Cause to Compete
Contests can make for more-confident groomers.
BY LIZETT BOND
Whether they win or lose, groomers who participate in grooming con- tests strengthen their skills and the
grooming industry overall.
Grooming competitions provide the
opportunity for groomers to step outside
of their comfort zone, said Christina Pawlosky, a national certified master groomer
(NCMG), owner of The Pet Connection in
Warren, Ohio, and partner at The Grooming Professors. Pawlosky is also an award-winning groomer and contest judge.
However, the road to the ring isn’t always so easy.
“It takes courage to build up the nerve
to walk into that ring,” said Lisa Leady,
NCMG, owner of Primp My Pooch Mobile
and Salon Grooming in Genoa, Ill., and a
competition judge and an award-winning
groomer. “Competing builds confidence.”
Taking those first tentative steps will
also open the door to invaluable educational tools, according to Pawlosky.
“Not only do contestants learn from
the judging critiques, but they are seeing
the work of other groomers from across
the country and sometimes from around
the world,” she said.
Constructive assessments and observing other groomers’ work during competitions ultimately leads to higher standards
within the grooming industry overall,
Beyond grooming, showing and breeding dogs, Michelle Breen, owner of Best In
Show Grooming in Cincinnati, has been
competing in grooming competitions
“I try to hit 10 to 12 contests a year,” she
said. “There seems to be constant growth
within the category, and new contests are
popping up every year.”
Breen noted that the knowledge and
expertise gained from that participation is
invaluable for her business.
“The bragging rights are always there,
but it’s also a great learning experience,”
she said. “The judges are some of the best
in the world, and you get a lot of really
good, specific critiques.”
Information sharing and camaraderie
with other competitors also helps.
“Competing is so much more than just
placements and prizes,” Leady said. “
Being in the top three is nice, but everyone
walks away a winner.”
Grooming contests have evolved over the
years, with competitors better prepared
before stepping into the ring, Leady said.
“In my opinion, the tools out there to-
day help stylists improve their craft,” she
said. “The grooming is stronger inside the
With groomers more prepared and
armed with better tools, the competitive
atmosphere has heightened, Pawlosky
said, also noting that competitions have
led to a higher skill level within the groom-
Contests have become more mainstream, as well, according to Breen.
“It’s a little more formalized, but we
are also receiving more recognition, mon-
ey and prestige," she said. "It’s great for the
However, reaching the top of the
grooming contest game requires prepara-
tion. This groundwork includes obtaining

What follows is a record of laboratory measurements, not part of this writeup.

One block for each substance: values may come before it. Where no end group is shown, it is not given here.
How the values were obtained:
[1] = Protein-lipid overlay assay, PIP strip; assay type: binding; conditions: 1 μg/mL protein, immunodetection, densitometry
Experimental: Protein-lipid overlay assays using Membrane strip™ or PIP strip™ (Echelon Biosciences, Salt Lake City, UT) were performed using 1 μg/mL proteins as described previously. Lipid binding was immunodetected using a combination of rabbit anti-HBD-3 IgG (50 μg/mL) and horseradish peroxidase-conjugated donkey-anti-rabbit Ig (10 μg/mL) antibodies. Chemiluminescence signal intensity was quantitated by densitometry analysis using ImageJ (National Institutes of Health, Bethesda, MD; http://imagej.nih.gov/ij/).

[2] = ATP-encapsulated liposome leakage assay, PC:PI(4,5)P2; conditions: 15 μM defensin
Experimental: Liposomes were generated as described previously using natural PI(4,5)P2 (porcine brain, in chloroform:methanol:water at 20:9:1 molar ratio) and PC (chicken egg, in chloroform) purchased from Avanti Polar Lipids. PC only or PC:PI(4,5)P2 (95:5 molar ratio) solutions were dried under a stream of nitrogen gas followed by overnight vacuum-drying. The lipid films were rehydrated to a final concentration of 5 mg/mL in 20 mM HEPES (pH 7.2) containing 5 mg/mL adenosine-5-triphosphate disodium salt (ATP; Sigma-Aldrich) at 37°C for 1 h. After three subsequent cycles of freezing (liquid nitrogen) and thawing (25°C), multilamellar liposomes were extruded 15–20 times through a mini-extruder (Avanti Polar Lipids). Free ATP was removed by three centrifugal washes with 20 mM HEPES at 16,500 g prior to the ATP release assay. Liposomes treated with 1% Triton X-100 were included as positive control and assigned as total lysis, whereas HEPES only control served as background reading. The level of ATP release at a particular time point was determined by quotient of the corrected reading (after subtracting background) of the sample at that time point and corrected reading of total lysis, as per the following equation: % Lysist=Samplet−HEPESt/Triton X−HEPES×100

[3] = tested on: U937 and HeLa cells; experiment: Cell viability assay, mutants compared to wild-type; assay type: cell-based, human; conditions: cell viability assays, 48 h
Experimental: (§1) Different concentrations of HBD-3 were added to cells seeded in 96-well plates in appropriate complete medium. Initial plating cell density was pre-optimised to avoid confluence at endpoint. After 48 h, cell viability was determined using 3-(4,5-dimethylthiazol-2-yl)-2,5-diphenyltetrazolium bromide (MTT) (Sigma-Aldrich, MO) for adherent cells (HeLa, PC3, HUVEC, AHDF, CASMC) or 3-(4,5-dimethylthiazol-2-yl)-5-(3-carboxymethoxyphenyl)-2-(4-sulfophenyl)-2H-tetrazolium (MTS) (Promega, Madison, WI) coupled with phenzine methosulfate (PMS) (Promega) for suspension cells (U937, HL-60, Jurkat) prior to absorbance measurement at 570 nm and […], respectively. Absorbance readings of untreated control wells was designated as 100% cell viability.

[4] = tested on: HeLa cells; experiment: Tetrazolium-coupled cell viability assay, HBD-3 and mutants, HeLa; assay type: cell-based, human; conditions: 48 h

the right dogs for competition—a corner-
stone to a winning outcome.
“I think the most difficult component
to open-level competition is lining up dogs
to borrow for the contests,” Breen said. “It
is important to be in contact with other
competitors, breeders or dog show handlers when searching for the perfect dog.”
With competitions scheduled close together, the right canine with optimal coat
growth and other competitive attributes
becomes even more important, Breen
An ongoing commitment to caring for
and maintaining an animal’s coat is cru-
cial, Pawlosky said.
“A lot of these dogs have to be bathed
and brushed out every single week,” she
said. “If that is neglected and they get tan-
gled up, for instance, you’ll actually lose
hair, and then the dog is not in optimal
condition. So, it is a weekly commitment
until you go to the show.”
Nutrition also plays a role in keeping a
“If a dog ends up with a sore spot, resulting in the need to go to the vet to have
an area shaved, that can keep them out of
the competition for six or eight months until it grows back,” Breen said.
Being well trained and socialized are
essential attributes, and a dog accustomed
to the commotion of a show environment
along with standing on a grooming table
for several hours at a time will enhance the
competitive experience, Breen said.
“Dog show environments and that of
grooming competitions are similar,” Breen
added. “So, if you are borrowing show
dogs, a lot of these qualities are built in.”
“You train your eye,” she said. “Every
groom is different—it’s important to be
flexible and adaptive.”
Good sportsmanship and a willingness
to help fellow competitors are common at-
tributes top competitors have, she added.
“Being a winner doesn’t always come
with a ribbon, no matter the competition,” Leady said. “Winning comes from
Dedication and passion form the foundation of every triumph, but these characteristics are not confined to the day of the
event, according to Breen.
“We basically eat, sleep and breathe
dog hair,” she said. “If not actively competing, we are looking at pictures and analyzing other people’s work.”